The issue with making the user totally change the kernel (i.e from 5.10 to 5.11) is that now for some specific programs such as VirtualBox or NVIDIA drivers, you’d have to install package specifically for that newer kernel. If the user can stick with the LTS kernel, they don’t have to install a different package version as the rest.


linux510-virtualbox-host-modules VERSUS linux511-virtualbox-host-modules

linux510-nvidia VERSUS linux511-nvidia

One is for Kernel 5.10 users, the other is for Kernel 5.11 users. If you use both kernels (like me, but I don’t use NVIDIA), you’d need to install the necessary packages for both kernels now. I have both the host modules for 5.10 and 5.11 for Virtual Box installed.

As long as you use an LTS kernel that is currently still supported and updated, you’re fine. There is a difference between Manjaro kernels and other distro kernels though, every distro applies their own patches to their kernels.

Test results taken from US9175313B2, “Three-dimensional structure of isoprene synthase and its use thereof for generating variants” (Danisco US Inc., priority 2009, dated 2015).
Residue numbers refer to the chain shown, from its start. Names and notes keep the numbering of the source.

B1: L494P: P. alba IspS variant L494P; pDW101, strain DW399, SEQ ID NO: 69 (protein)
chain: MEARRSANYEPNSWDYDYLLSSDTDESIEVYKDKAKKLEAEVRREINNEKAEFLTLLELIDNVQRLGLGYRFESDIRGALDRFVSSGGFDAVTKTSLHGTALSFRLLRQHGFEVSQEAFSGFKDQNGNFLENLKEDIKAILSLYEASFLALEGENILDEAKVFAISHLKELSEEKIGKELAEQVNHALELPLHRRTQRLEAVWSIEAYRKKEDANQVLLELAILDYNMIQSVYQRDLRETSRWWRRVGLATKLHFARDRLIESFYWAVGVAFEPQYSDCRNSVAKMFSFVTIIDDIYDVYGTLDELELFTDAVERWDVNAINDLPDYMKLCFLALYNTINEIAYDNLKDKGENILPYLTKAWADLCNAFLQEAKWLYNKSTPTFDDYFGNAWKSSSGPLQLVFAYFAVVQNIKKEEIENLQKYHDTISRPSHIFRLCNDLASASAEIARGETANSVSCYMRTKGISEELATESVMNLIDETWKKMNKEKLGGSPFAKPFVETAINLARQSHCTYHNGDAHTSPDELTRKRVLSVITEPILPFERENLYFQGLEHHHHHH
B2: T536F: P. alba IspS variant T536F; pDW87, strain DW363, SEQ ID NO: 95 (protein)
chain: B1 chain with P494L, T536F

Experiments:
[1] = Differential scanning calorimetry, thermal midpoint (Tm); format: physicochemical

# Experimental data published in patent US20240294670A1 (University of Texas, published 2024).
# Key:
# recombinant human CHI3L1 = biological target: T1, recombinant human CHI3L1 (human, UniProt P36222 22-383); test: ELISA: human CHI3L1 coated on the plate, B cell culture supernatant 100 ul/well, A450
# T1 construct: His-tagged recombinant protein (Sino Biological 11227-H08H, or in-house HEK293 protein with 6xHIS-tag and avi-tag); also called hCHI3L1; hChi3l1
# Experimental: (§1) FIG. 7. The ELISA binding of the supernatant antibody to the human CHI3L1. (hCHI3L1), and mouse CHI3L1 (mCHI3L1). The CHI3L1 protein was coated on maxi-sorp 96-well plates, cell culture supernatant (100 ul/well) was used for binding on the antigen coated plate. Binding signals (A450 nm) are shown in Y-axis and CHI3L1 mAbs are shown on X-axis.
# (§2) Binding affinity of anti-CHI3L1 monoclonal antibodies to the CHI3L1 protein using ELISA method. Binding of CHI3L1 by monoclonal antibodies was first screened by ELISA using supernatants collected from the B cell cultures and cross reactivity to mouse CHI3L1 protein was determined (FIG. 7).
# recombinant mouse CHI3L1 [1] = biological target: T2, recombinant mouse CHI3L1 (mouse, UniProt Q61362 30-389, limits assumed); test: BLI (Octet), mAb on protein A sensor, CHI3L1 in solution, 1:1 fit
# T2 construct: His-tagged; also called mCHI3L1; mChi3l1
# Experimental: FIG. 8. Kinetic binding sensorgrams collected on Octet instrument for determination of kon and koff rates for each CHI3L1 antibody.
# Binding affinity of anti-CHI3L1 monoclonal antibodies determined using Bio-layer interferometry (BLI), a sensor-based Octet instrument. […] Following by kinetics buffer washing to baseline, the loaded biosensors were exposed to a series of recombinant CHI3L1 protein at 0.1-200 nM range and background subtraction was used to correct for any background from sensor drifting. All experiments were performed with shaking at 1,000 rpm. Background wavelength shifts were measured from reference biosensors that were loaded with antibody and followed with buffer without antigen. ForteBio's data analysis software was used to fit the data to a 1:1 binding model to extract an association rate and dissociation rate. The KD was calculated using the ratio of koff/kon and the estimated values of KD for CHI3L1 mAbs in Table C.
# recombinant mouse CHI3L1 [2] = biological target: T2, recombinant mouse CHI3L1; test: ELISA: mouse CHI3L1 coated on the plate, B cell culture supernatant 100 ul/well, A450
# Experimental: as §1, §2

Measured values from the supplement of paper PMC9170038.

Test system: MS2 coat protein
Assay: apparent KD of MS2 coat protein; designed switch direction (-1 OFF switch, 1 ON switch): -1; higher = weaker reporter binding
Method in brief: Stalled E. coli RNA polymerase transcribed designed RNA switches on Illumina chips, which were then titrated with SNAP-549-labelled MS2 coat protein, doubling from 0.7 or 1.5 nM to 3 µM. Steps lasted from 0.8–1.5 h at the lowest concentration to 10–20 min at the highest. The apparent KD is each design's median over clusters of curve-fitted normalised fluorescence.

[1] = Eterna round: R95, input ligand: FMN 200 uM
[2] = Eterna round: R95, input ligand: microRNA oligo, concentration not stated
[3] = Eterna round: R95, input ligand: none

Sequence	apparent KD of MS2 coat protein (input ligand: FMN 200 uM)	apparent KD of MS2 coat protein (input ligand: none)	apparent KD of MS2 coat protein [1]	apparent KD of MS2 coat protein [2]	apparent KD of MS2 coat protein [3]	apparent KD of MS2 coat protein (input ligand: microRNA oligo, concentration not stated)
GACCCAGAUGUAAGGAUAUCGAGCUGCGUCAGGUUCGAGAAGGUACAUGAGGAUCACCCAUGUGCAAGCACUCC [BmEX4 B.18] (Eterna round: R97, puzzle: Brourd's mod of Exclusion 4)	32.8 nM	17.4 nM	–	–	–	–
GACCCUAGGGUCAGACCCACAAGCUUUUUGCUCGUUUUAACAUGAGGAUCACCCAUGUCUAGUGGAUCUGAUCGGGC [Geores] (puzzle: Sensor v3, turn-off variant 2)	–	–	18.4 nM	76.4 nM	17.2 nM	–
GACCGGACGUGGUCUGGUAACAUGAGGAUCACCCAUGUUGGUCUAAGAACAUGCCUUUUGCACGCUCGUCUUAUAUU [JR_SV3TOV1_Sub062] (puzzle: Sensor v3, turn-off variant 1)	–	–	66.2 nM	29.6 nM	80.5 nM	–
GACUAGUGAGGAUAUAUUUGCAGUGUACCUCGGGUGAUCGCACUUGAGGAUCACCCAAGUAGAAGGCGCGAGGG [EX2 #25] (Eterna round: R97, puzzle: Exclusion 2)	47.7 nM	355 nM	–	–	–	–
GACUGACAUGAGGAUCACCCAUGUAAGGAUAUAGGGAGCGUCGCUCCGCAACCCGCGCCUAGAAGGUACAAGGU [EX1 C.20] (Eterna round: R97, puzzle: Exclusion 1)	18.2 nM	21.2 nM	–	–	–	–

You can see the patches for Kernel 5.10 here for example.

Example is that our kernel is fsync compatible due to a patch, but not every distro’s kernel has that patch.


A pretty usefull info, i didn’t know that yet :slight_smile:

Uff i didn’t know that would happend, i stayed to 5.9 till 5 days ago and updated to 5.10.18-1…

That means i missed a few updates from 5.10… can cause this already problems?

I can’t find any big problem when i looking for errors with this 2 commands…
sudo systemctl --failed

0 loaded units listed.

sudo journalctl -p 3 -xb

-- Journal begins at Thu 2020-08-06 04:21:30 CEST, ends at Fri 2021-03-05 00:54:31 CET. --
Mar 05 00:17:59 koboldx-z170 kernel: 
Mar 05 00:18:11 koboldx-z170 kwin_x11[1296]: kwin_xkbcommon: XKB: couldn't find a Compose file for locale "en_DE.UTF-8"
Mar 05 00:18:39 koboldx-z170 pulseaudio[1379]: GetManagedObjects() failed: org.freedesktop.DBus.Error.NoReply: Did not recei>
Mar 05 00:18:39 koboldx-z170 dolphin[1626]: inotify_add_watch(/boot/lost+found) failed: (Permission denied)